* Expand the strike to Ford and Fiat Chrysler! Unite with the working class of different countries! Rank-and-file committees should be based on the principle of internationalism--that workers everywhere have the same basic interests.
* Committees should formulate their own demands for the strike, including a 40 percent pay raise, the restoration of COLA for current and retired workers, the abolition of the multi-tier wage and benefit system, the immediate conversion of all temps into full-time workers with full wages and benefits, the reopening of all closed plants and the re-hiring of laid-off workers.
* Autoworkers must defend the courageous GM workers in Silao, Mexico and demand the rehiring of those fired for supporting the US strike.
The attacks by General Motors in the US are part of a global strategy of the ruling class. The auto companies are preparing and already implementing a jobs bloodbath, which is part of the efforts of the ruling elites to organize a further redistribution of wealth from the working class to the rich.
The fight against GM is a fight against capitalism. The GM strike can and must be transformed into a powerful political movement of the working class armed with a socialist program, including the transformation of the global auto industry and the Wall Street banks into public enterprises under the collective ownership and democratic control of the working class.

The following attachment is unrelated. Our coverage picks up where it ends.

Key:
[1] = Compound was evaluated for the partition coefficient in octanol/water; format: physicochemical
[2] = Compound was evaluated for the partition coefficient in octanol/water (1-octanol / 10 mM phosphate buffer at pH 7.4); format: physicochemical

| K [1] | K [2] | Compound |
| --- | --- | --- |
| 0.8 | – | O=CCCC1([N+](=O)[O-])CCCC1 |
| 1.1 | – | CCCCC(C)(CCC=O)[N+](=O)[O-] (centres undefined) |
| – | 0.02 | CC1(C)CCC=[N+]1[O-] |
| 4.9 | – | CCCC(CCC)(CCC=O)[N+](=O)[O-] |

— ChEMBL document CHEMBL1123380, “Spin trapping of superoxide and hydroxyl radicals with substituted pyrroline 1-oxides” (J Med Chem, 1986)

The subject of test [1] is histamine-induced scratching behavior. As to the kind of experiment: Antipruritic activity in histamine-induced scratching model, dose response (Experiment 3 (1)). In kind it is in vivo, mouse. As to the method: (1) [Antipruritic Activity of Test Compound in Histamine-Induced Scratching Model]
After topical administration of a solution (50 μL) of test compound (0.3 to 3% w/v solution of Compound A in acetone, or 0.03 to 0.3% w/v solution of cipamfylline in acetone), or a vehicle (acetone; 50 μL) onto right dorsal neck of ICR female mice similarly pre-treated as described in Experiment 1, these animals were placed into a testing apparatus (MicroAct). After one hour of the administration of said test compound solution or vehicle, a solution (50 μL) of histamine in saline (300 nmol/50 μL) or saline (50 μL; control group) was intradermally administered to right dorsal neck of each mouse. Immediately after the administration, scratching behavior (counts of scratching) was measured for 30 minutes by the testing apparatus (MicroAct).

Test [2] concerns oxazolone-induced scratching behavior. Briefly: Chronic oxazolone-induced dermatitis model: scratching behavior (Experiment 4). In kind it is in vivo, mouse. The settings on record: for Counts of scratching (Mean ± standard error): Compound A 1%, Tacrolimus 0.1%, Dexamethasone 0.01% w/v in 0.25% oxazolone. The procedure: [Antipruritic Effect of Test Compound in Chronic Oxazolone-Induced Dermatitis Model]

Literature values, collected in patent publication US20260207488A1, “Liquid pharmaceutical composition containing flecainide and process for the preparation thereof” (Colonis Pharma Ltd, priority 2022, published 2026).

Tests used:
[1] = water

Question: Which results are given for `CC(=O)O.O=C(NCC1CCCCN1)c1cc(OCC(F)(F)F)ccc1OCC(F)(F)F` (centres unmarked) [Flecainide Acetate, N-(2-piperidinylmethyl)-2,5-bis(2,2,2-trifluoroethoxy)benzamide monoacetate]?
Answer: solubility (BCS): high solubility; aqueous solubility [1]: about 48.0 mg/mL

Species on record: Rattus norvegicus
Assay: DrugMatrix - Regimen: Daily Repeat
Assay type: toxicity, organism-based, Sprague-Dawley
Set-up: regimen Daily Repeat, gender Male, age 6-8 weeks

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Posted: at 10:56 am
IR35 will be rolled out in the private sector in six months time, on 6 April 2020, leaving recruiters and their clients just six months to get their house in order. Feedback from our members has been mixed, some feel they are ready, others havent yet begun looking at it. And who can blame them? Its difficult enough to see beyond the 31st of October let alone April next year.
The BBC cases show us how high the stakes can be, and how head-scratching complicated it can be to work out wherever an assignment falls inside or outside of IR35. Falling foul of the law next April will have big financial consequences, for agencies. Agencies supplying contractors could be financially liable for loss of tax if, after an enquiry, HMRC considers the engagement as falling inside of IR35. Meanwhile, agencies who can demonstrate knowledge in the area will undoubtedly be seen as more attractive for contractors and hirers.
IR35 wont wait for us
Thats despite our strong warning to ministers that now is completely the wrong time for more changes in business, and we need to protect our flexible labour market. Skipping over the Brexit uncertainty for a moment, next year will also welcome several new employment laws courtesy of the Good Work Plan itemised payslips and written statements for all, the key information document, the abolition of Swedish derogation, and holiday pay reference period changes from 12 to 15 weeks will all land on the same date. Thats a lot to deal with which is why getting to grips with IR35 early will make all the difference.
So what do you need to do?
The REC has been working hard to help members prepare. This has included a series of seminars across the country and there are more to follow. The IR35 hub contains helpful resources you can use to understand the changes, what needs to be done, and how to go about getting ready. As always our team is on hand to help should you need us.
We can help you with the other stuff too read up on the Good Work Plan changes that are coming into effect, and navigate the uncertainty with our Brexit hub.
With only six months to go, and what looks like an extremely bumpy journey to get there, getting ready for IR35 needs to be a top priority.